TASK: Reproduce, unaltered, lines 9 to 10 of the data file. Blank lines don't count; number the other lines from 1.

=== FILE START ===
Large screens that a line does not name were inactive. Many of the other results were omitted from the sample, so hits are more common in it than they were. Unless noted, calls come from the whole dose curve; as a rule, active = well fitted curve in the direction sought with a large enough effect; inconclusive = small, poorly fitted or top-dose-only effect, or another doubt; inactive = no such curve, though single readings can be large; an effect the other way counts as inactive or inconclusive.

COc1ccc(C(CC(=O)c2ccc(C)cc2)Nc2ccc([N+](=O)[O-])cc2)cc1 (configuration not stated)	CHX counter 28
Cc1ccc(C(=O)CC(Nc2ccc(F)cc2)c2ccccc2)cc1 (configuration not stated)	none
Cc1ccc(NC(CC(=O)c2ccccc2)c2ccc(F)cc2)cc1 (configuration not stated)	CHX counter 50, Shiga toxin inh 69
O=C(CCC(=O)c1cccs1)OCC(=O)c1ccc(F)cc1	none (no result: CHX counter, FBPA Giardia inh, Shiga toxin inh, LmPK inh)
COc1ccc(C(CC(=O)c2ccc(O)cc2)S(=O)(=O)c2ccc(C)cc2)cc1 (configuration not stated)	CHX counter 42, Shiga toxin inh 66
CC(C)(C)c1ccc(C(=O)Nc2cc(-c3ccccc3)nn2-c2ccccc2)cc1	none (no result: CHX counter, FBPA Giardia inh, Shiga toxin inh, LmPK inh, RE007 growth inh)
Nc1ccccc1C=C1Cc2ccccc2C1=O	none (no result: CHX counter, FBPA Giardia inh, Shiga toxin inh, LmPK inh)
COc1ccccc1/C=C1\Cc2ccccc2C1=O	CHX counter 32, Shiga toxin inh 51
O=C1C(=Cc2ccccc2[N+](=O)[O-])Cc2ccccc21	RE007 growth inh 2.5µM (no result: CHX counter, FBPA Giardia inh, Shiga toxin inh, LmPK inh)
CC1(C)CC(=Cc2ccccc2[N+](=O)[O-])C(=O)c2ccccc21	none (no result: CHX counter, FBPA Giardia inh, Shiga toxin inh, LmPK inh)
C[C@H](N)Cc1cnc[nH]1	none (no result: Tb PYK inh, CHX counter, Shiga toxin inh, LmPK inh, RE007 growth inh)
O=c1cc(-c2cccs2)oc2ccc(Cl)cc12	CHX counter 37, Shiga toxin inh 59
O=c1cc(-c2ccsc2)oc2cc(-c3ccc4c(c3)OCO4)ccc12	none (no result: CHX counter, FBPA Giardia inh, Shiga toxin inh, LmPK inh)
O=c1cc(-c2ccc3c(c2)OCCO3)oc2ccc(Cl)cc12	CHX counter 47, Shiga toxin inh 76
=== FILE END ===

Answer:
COc1ccccc1/C=C1\Cc2ccccc2C1=O	CHX counter 32, Shiga toxin inh 51
O=C1C(=Cc2ccccc2[N+](=O)[O-])Cc2ccccc21	RE007 growth inh 2.5µM (no result: CHX counter, FBPA Giardia inh, Shiga toxin inh, LmPK inh)